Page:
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http://dx.doi.org/10.1016/j.heares.2019.01.022DOI Listing
April 2019
1 Read

An analytic approach to identifying the sources of the low-frequency round window cochlear response.

Hear Res 2019 Apr 15;375:53-65. Epub 2019 Feb 15.

Department of Hearing & Speech, University of Kansas Medical Center, Kansas City, KS, USA.

The cochlear microphonic, traditionally thought of as an indication of electrical current flow through hair cells, in conjunction with suppressing high-pass noise or tones, is a promising method of assessing the health of outer hair cells at specific locations along the cochlear partition. We propose that the electrical potential recorded from the round window in gerbils in response to low-frequency tones, which we call cochlear response (CR), contains significant responses from multiple cellular sources, which may expand its diagnostic purview. In this study, CR is measured in the gerbil and modeled to identify its contributing sources. Read More

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http://dx.doi.org/10.1016/j.heares.2019.02.001DOI Listing
http://www.ncbi.nlm.nih.gov/pmc/articles/PMC6416063PMC
April 2019
1 Read

Capacities and neural mechanisms for auditory statistical learning across species.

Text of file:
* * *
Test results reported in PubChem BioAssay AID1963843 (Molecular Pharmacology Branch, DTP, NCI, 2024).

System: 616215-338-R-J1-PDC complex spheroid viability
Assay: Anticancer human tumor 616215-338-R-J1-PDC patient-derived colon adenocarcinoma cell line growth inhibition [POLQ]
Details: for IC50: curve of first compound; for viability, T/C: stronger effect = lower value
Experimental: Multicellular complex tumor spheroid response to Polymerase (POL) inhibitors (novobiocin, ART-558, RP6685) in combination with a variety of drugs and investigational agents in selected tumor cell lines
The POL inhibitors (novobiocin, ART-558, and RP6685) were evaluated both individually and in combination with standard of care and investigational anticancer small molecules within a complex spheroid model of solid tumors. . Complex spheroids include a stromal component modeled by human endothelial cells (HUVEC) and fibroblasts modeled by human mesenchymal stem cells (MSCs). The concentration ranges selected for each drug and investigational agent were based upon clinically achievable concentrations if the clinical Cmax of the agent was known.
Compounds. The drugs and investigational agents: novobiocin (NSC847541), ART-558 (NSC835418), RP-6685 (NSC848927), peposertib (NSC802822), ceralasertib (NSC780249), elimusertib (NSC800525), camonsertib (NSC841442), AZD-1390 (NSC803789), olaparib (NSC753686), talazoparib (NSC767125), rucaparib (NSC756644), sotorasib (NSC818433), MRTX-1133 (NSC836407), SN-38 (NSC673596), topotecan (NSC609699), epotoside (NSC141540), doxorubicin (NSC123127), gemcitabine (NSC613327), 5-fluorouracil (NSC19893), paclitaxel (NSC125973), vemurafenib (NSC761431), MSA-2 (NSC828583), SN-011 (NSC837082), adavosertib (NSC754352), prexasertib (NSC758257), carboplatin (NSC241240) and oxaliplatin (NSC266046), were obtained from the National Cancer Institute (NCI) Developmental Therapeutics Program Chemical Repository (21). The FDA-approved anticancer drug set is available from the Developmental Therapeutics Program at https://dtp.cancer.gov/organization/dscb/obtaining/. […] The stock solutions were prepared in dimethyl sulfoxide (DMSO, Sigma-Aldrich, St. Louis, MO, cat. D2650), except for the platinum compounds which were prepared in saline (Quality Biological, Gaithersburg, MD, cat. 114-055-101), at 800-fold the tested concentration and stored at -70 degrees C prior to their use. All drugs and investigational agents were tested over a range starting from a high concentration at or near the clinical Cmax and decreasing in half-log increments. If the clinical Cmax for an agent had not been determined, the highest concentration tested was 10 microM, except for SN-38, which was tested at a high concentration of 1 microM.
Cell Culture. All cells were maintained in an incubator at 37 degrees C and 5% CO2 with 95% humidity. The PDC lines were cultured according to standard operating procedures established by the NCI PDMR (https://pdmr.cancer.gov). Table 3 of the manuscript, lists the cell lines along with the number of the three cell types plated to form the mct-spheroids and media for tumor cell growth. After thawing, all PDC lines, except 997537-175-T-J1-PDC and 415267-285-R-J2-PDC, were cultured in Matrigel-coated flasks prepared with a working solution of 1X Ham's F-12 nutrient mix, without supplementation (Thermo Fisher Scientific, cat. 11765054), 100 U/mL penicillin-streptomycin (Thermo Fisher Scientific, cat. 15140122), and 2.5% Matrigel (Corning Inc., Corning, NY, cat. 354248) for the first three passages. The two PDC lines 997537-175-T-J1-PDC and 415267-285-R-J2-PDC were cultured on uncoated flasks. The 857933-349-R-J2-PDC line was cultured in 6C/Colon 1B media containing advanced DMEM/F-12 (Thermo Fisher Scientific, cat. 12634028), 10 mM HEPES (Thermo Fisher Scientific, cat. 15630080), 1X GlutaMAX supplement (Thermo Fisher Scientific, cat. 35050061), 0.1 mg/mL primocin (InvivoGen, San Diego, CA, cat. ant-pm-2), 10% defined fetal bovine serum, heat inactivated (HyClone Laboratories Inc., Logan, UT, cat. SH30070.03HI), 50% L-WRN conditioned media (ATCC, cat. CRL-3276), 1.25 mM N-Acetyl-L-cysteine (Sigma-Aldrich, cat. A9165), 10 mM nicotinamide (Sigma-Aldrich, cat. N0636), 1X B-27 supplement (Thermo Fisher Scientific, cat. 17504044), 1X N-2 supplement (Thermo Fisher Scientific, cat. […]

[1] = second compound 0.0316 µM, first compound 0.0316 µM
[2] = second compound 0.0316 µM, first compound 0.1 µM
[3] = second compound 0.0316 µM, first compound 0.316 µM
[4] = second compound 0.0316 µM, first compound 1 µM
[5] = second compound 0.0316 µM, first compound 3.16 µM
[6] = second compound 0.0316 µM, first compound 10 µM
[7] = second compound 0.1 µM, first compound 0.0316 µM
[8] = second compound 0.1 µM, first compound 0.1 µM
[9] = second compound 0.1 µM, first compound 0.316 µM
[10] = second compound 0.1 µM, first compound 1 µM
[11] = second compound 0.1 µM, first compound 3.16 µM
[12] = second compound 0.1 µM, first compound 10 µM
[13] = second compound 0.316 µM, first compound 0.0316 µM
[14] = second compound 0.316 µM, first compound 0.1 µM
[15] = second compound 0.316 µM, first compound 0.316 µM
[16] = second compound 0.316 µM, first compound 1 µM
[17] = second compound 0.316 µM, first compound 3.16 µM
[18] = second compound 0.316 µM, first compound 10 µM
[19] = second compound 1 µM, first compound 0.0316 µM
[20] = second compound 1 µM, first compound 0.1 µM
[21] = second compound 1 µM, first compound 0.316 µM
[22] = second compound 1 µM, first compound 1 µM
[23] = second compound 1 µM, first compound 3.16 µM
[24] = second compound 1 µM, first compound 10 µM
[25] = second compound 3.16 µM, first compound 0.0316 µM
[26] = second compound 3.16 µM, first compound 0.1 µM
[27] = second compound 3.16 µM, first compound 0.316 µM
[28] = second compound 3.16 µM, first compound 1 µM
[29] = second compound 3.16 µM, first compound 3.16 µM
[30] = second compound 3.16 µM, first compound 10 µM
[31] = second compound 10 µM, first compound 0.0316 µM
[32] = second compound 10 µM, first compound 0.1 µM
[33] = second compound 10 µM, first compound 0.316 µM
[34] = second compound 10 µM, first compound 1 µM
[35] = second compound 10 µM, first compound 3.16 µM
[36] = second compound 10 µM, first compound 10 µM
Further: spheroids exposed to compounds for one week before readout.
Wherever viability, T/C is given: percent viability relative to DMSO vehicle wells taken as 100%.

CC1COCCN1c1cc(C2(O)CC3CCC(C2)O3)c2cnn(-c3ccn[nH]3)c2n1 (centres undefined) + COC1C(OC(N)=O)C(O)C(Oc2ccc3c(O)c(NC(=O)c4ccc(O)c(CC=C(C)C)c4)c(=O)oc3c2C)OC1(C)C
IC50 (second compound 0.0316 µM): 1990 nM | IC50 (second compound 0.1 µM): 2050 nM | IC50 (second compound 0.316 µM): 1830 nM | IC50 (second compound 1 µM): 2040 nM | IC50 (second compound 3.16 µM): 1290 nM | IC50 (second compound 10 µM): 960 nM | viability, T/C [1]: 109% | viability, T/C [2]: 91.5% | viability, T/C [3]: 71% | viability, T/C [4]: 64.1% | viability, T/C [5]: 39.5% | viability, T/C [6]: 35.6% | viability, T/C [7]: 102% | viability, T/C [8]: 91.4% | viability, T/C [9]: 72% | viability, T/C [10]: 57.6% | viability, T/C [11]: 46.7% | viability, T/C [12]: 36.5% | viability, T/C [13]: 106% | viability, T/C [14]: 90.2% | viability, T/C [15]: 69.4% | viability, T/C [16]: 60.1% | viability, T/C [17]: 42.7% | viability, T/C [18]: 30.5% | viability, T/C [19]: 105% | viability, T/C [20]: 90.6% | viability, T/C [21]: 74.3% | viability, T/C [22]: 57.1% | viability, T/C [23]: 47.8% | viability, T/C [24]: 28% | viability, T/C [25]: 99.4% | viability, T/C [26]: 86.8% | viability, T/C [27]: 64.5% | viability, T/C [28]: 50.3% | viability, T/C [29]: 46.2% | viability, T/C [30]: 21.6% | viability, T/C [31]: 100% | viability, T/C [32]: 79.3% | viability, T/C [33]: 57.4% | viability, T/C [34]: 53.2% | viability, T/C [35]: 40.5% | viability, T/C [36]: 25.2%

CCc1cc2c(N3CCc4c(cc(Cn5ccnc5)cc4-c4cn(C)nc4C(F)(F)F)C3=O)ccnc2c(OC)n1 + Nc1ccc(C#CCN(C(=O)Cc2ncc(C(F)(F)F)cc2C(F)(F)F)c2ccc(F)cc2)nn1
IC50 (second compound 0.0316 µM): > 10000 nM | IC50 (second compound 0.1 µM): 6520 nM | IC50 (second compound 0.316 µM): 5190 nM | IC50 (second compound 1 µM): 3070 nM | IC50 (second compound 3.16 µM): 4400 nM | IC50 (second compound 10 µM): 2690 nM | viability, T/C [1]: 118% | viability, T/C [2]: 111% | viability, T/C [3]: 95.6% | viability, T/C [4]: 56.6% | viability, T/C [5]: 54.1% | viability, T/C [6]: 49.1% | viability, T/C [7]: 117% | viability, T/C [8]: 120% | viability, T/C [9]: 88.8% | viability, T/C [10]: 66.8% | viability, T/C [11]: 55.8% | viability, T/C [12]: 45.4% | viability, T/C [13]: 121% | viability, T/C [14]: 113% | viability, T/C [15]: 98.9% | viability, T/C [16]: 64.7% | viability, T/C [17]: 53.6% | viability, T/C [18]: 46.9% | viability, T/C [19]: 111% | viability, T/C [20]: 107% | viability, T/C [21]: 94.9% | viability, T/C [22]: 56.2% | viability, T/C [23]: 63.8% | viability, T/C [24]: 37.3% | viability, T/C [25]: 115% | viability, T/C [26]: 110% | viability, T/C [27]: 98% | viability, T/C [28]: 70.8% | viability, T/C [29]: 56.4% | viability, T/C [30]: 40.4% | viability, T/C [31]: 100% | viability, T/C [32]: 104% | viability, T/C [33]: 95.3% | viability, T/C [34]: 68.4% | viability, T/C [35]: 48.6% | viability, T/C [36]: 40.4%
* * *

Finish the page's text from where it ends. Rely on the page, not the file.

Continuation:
Hear Res 2019 May 12;376:97-110. Epub 2019 Feb 12.

Skirball Institute for Biomolecular Medicine, New York University School of Medicine, New York, NY, USA; Neuroscience Institute, New York University School of Medicine, New York, NY, USA; Department of Neuroscience and Physiology, New York University School of Medicine, New York, NY, USA; Department of Otolaryngology, New York University School of Medicine, New York, NY, USA; Center for Neural Science, New York University, New York, NY, USA; Howard Hughes Medical Institute Faculty Scholar, USA. Electronic address:

Statistical learning has been proposed as a possible mechanism by which individuals can become sensitive to the structures of language fundamental for speech perception. Since its description in human infants, statistical learning has been described in human adults and several non-human species as a general process by which animals learn about stimulus-relevant statistics. The neurobiology of statistical learning is beginning to be understood, but many questions remain about the underlying mechanisms. Read More